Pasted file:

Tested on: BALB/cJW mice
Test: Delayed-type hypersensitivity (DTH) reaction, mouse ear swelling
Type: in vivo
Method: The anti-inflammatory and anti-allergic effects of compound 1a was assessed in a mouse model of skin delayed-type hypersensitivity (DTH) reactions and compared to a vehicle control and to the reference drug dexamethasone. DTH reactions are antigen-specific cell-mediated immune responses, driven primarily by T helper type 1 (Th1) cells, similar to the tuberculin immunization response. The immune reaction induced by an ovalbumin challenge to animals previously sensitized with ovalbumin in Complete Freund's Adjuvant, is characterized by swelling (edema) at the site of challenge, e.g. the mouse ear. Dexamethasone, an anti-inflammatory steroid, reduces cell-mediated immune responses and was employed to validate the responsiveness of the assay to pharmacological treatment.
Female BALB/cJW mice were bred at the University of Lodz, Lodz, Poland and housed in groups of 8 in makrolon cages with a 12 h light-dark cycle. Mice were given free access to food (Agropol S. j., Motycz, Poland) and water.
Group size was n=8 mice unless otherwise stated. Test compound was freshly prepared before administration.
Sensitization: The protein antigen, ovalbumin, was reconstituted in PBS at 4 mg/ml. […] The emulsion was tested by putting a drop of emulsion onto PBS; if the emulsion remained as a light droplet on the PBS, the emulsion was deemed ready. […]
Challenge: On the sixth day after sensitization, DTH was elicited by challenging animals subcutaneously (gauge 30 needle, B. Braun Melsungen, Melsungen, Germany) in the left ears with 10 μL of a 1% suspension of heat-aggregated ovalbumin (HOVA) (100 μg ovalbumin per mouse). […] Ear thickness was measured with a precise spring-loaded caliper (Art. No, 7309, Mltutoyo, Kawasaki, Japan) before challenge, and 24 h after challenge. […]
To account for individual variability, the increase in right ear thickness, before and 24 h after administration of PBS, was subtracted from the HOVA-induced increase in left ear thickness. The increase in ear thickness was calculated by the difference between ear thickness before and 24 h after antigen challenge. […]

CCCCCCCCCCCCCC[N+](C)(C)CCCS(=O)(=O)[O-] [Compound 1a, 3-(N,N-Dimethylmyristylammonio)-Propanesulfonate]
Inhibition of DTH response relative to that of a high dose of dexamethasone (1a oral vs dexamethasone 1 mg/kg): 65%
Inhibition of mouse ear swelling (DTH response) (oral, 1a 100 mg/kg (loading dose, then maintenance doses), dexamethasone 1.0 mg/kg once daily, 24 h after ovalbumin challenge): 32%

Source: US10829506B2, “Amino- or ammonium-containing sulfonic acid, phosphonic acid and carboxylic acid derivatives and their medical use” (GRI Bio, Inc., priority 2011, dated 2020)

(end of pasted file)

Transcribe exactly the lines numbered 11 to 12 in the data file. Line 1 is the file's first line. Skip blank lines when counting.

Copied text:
Inhibition of DTH response relative to that of a high dose of dexamethasone (1a oral vs dexamethasone 1 mg/kg): 65%
Inhibition of mouse ear swelling (DTH response) (oral, 1a 100 mg/kg (loading dose, then maintenance doses), dexamethasone 1.0 mg/kg once daily, 24 h after ovalbumin challenge): 32%